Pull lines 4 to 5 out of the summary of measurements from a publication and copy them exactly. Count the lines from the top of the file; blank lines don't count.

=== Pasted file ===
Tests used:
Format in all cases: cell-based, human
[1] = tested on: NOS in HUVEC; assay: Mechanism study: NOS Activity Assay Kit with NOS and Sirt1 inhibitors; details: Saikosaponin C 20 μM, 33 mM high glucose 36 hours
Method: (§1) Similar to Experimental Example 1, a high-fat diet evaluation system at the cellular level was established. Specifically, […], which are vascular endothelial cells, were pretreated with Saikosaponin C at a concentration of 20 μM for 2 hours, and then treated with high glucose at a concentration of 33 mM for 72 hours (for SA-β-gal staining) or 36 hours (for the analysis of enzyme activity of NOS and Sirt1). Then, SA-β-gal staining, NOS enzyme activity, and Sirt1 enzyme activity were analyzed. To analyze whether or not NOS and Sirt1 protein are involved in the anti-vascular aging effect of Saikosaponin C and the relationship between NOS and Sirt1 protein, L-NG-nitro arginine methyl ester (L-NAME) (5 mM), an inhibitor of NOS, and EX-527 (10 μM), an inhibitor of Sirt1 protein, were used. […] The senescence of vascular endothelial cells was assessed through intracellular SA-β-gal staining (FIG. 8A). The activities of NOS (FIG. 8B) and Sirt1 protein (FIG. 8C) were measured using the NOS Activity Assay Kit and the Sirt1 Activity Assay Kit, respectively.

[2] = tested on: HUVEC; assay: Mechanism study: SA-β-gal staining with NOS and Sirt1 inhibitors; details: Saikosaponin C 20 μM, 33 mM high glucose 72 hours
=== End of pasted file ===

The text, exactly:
Method: (§1) Similar to Experimental Example 1, a high-fat diet evaluation system at the cellular level was established. Specifically, […], which are vascular endothelial cells, were pretreated with Saikosaponin C at a concentration of 20 μM for 2 hours, and then treated with high glucose at a concentration of 33 mM for 72 hours (for SA-β-gal staining) or 36 hours (for the analysis of enzyme activity of NOS and Sirt1). Then, SA-β-gal staining, NOS enzyme activity, and Sirt1 enzyme activity were analyzed. To analyze whether or not NOS and Sirt1 protein are involved in the anti-vascular aging effect of Saikosaponin C and the relationship between NOS and Sirt1 protein, L-NG-nitro arginine methyl ester (L-NAME) (5 mM), an inhibitor of NOS, and EX-527 (10 μM), an inhibitor of Sirt1 protein, were used. […] The senescence of vascular endothelial cells was assessed through intracellular SA-β-gal staining (FIG. 8A). The activities of NOS (FIG. 8B) and Sirt1 protein (FIG. 8C) were measured using the NOS Activity Assay Kit and the Sirt1 Activity Assay Kit, respectively.

[2] = tested on: HUVEC; assay: Mechanism study: SA-β-gal staining with NOS and Sirt1 inhibitors; details: Saikosaponin C 20 μM, 33 mM high glucose 72 hours